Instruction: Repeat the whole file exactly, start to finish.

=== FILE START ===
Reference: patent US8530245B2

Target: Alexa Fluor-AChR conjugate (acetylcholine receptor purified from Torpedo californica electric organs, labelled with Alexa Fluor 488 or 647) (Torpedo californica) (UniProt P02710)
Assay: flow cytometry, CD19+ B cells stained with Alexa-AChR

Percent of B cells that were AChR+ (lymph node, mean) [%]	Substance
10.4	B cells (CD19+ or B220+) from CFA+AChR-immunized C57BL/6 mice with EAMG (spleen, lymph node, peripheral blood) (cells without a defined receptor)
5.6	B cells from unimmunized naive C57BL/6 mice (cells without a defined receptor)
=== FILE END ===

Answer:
Reference: patent US8530245B2

Target: Alexa Fluor-AChR conjugate (acetylcholine receptor purified from Torpedo californica electric organs, labelled with Alexa Fluor 488 or 647) (Torpedo californica) (UniProt P02710)
Assay: flow cytometry, CD19+ B cells stained with Alexa-AChR

Percent of B cells that were AChR+ (lymph node, mean) [%]	Substance
10.4	B cells (CD19+ or B220+) from CFA+AChR-immunized C57BL/6 mice with EAMG (spleen, lymph node, peripheral blood) (cells without a defined receptor)
5.6	B cells from unimmunized naive C57BL/6 mice (cells without a defined receptor)